“We are so fortunate to have this partnership,” shares Autumn Cummings, event lead for Making Strides Against Breast Cancer of Thurston County, “and can’t say thank you enough for the opportunity to be working with them this year and having such a unique way to share the mission with an amazing local family that is determined and passionate about finding a cure for cancer and supporting their community while Making Strides Against Breast Cancer in Thurston County and beyond.”
The corn maze, haunted maze and zombie paintball apocalypse open September 22 and the pumpkin patch opens on September 29, but Robby says you won’t be turned away if you come early! For more information, visit the Rutledge Corn Maze website.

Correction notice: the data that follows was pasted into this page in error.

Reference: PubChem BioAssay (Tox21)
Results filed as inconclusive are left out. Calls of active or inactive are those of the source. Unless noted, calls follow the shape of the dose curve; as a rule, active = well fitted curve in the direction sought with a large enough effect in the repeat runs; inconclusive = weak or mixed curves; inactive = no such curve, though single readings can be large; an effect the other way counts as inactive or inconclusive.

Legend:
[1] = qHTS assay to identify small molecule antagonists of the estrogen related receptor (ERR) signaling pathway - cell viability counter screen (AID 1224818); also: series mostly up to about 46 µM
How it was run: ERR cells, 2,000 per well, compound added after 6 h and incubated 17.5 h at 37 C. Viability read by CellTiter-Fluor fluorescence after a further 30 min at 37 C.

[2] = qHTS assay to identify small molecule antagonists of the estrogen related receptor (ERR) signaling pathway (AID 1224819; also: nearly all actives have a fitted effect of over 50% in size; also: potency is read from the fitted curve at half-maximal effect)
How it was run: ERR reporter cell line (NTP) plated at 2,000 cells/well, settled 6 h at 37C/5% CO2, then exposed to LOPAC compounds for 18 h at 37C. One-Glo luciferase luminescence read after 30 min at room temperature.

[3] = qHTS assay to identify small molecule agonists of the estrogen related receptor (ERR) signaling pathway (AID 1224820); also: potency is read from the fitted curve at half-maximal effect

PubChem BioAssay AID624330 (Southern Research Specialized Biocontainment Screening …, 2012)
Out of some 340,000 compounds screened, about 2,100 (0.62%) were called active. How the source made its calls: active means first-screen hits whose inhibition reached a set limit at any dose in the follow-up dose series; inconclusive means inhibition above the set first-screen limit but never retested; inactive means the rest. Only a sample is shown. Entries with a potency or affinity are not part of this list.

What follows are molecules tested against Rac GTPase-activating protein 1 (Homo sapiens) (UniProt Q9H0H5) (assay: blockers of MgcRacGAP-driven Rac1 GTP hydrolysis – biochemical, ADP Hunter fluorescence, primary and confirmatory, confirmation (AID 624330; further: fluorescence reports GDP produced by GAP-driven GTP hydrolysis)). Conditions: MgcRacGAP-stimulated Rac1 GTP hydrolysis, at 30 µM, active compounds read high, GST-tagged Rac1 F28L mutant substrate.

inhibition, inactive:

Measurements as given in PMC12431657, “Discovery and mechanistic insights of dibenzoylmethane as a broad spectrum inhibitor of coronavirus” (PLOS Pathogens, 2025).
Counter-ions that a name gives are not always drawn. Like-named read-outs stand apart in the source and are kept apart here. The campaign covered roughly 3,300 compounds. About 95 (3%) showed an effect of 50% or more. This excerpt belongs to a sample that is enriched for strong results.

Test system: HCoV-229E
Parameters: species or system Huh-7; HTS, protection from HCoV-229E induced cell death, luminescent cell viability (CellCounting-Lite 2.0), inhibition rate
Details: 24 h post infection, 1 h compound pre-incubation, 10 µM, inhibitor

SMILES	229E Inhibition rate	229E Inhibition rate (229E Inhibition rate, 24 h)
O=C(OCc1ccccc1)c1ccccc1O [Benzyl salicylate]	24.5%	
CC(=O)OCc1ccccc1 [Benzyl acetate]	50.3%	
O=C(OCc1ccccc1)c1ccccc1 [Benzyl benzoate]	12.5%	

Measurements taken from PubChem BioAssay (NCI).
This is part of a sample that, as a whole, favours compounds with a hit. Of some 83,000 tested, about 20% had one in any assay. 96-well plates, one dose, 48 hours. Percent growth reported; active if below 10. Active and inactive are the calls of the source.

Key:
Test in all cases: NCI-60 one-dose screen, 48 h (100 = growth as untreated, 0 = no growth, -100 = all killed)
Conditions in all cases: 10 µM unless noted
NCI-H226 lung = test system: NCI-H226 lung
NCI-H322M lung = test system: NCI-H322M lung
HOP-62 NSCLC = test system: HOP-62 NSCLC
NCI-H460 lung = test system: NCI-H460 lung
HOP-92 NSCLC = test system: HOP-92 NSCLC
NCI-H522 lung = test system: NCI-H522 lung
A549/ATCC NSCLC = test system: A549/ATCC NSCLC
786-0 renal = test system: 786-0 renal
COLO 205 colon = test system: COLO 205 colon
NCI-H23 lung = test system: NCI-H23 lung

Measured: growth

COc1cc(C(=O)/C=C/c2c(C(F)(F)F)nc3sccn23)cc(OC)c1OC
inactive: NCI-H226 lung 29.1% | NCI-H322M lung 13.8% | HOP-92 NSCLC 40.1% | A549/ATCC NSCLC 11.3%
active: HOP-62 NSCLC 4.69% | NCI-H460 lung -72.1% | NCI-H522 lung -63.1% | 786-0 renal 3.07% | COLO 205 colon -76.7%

Schilter Family Farm
The Schilter Family Farm is a third-generation farm, having been in operation since 1930. The Harvest Festival and Pumpkin Patch started in 1997.
This year, Schilter Family Farm is raising awareness for ALS-Lou Gehrig’s Disease with proceeds from their activities going to the ALS Association. They even have a corn maze designed in the likeness of Lou Gehrig.
“We chose to support this organization to raise awareness around this devastating disease and help raise money towards finding a cure,” says Stephanie Schilter. “Our pastor from our parish, Fr. Jim Lee at St. Michael Parish in Olympia, was diagnosed with ALS back in November. We are wanting to show our support and our love for him, as well as help the organization who is striving to find a cure.”
Everything at Schilter Farm is family-friendly, so bring the kids as there is a ton for them to do! They have a Fort Nisqually to explore, cow head roping, pumpkin bowling, corn hole, pumpkin cannons and more in the works. Bring your camera, as the photo ops are abundant!
Opening September 29. For more information, visit the Schilter Family Farm website.